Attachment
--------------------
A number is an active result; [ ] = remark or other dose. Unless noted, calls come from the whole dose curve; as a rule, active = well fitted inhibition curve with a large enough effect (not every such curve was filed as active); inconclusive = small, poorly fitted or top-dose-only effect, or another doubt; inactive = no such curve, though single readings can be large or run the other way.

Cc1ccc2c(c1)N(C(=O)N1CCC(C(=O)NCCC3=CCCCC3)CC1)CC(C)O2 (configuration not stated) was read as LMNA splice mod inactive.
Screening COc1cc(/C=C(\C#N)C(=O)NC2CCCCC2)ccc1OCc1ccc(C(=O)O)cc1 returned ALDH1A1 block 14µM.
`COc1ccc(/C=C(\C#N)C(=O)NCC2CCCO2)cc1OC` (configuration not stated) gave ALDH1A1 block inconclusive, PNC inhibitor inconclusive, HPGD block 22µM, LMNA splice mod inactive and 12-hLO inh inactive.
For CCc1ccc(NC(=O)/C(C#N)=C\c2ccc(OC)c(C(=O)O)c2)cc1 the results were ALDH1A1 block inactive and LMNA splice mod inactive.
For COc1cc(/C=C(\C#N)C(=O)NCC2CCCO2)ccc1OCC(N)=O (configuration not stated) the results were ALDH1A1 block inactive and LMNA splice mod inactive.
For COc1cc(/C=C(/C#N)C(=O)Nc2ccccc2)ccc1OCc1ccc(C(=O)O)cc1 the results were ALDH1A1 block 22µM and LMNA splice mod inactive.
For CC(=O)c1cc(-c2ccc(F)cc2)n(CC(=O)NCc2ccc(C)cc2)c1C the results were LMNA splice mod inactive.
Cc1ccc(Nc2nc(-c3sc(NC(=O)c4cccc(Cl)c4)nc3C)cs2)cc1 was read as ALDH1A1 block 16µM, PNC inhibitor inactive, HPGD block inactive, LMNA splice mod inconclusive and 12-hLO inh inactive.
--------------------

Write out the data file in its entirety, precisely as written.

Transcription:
A number is an active result; [ ] = remark or other dose. Unless noted, calls come from the whole dose curve; as a rule, active = well fitted inhibition curve with a large enough effect (not every such curve was filed as active); inconclusive = small, poorly fitted or top-dose-only effect, or another doubt; inactive = no such curve, though single readings can be large or run the other way.

Cc1ccc2c(c1)N(C(=O)N1CCC(C(=O)NCCC3=CCCCC3)CC1)CC(C)O2 (configuration not stated) was read as LMNA splice mod inactive.
Screening COc1cc(/C=C(\C#N)C(=O)NC2CCCCC2)ccc1OCc1ccc(C(=O)O)cc1 returned ALDH1A1 block 14µM.
`COc1ccc(/C=C(\C#N)C(=O)NCC2CCCO2)cc1OC` (configuration not stated) gave ALDH1A1 block inconclusive, PNC inhibitor inconclusive, HPGD block 22µM, LMNA splice mod inactive and 12-hLO inh inactive.
For CCc1ccc(NC(=O)/C(C#N)=C\c2ccc(OC)c(C(=O)O)c2)cc1 the results were ALDH1A1 block inactive and LMNA splice mod inactive.
For COc1cc(/C=C(\C#N)C(=O)NCC2CCCO2)ccc1OCC(N)=O (configuration not stated) the results were ALDH1A1 block inactive and LMNA splice mod inactive.
For COc1cc(/C=C(/C#N)C(=O)Nc2ccccc2)ccc1OCc1ccc(C(=O)O)cc1 the results were ALDH1A1 block 22µM and LMNA splice mod inactive.
For CC(=O)c1cc(-c2ccc(F)cc2)n(CC(=O)NCc2ccc(C)cc2)c1C the results were LMNA splice mod inactive.
Cc1ccc(Nc2nc(-c3sc(NC(=O)c4cccc(Cl)c4)nc3C)cs2)cc1 was read as ALDH1A1 block 16µM, PNC inhibitor inactive, HPGD block inactive, LMNA splice mod inconclusive and 12-hLO inh inactive.